12 Building a print circulations audit system

12.10. Audit and classification (claiming) rules

The audit certificate contains only part of the large volume of information that will be actually audited, The certificate will present the data in a standard format.

When claiming the data, the publisher will have to define the various types of data within this standard format by using the classification rules of the ABC. These classification rules serve the goal of reliability in comparing data.

For instance, suppose there are no clear rules of classifying the different issues into time periods, and suppose that the ABC is reporting data on monthly breakdowns. In one case, a weekly magazine may decide to group all its issues PRINTED in June into the June record, while another publisher may want to group into the June record all the copies which were DISTRIBUTED in June.

This time lag represents a significant difference based on how sales and readership patterns occur on an annual calendar and planning basis. Advertisers and media planners want to plan for June, for all publishers that are considered.

As another illustration, let’s look at the difference between printing and actual distribution of a publication. It may happen that an issue printed Thursday, May 31, may go into distribution on Thursday, June 2. If there are no precise specifications on how to classify the copies in these (and many other cases), the decision remains at the discretion of the publishers, which will surely and immediately lead to data inconsistency – and the comparison of two, or several publication will be done on wrong assumptions. An ABC cannot afford to have such inconsistency.

Here is a list of rules for classification that may be used by an ABC.

• Grouping the copies of the different issues into time intervals (for instance, if the reporting will be on a monthly basis, it should be clearly defined how the different issues of a weekly publication can be assigned within the different monthly intervals).
• Rules for assigning paid copies to paid categories, or not. (The ABC may decide to exclude from paid distribution reporting all copies which are not sold at 100 percent of the full price, or it may create several paid copies groups: 100 percent, between 50-100 percent, and below half price).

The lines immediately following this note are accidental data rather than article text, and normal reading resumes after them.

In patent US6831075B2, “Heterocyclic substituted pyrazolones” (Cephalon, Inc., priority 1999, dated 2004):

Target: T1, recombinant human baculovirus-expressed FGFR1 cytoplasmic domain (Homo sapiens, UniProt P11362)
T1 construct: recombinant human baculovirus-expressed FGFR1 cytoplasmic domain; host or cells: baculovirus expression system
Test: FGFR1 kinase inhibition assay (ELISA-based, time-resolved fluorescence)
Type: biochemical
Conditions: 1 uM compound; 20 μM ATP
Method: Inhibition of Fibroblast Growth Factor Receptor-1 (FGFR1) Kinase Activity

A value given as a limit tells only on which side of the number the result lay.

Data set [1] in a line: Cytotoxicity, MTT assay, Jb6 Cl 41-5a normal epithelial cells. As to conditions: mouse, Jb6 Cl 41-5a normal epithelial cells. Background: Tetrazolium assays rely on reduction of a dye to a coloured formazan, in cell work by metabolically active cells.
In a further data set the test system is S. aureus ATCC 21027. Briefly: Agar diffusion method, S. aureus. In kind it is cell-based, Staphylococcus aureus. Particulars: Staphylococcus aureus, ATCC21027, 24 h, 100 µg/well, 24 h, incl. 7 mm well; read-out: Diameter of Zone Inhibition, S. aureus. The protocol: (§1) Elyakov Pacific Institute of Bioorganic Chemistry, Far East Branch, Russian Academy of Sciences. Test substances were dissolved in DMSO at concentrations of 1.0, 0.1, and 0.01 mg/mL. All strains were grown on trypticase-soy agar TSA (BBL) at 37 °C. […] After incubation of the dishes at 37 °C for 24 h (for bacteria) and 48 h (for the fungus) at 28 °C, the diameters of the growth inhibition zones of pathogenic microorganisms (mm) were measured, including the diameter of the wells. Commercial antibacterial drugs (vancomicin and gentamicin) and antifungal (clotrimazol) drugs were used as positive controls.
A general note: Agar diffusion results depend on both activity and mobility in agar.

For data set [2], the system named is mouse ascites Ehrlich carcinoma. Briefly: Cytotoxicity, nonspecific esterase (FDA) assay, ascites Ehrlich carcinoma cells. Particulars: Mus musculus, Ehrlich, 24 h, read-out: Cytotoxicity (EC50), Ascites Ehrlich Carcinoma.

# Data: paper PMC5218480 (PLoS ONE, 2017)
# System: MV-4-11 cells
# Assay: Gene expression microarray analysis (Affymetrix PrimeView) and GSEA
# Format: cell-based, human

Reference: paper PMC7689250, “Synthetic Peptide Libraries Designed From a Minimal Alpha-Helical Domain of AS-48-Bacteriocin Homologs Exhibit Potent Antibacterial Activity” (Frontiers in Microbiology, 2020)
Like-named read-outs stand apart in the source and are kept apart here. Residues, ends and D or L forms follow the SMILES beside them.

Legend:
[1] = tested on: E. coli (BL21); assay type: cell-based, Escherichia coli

• If a title has different editions (which differ in content, price, size, etc.) for the same issue (mutations), it the ABC must be decide if the quantities of different mutations should be aggregated or not.
• Returns: what types of returns are allowed for reporting, and how should these be calculated?
• Are back copies (copies distributed in arrears) allowed or not? If yes, how should the publisher do the classification of this type of copies?
• Other copies to be excluded from reporting.

The list is far from being exhaustive, and – as in may cases by now – will be determined by the reporting needs of each ABC. And of course, by what auditable documents and information are acting in support of the different types of data.

The audit procedure should give instructions to publishers on how to handle the different reports, and should set deadlines for the different data transfers. An important note: if publishers are not supposed to send their circulation data to the ABC/auditor, it will be the task of the auditors to be familiar with the administration of the publishers in order to have a clear picture of the issue-by-issue transactions. Imagine how much work would be involved for a daily newspaper! The cost of audits will be significantly higher in this case – think twice before you decide on this, it may well be more cost effective to ask publishers to “crunch” some data for the auditors.

For instance, it is counterproductive not to have a final deadline for closing all the audits for a given audit period, for all ABC publications. Otherwise, a lack of a deadline will seriously impinge upon the ability of the audit to compare publications. This situation could lead to never-ending audits, which will seriously hurt the image of the ABC. This deadline should be within a few months following the end of the audit period. Our (Hungarian ABC) deadline is set for six months after the end of the audit period, which is the calendar semester.

The audit procedures should also regulate the relationship between publishers and auditors rights and obligations.

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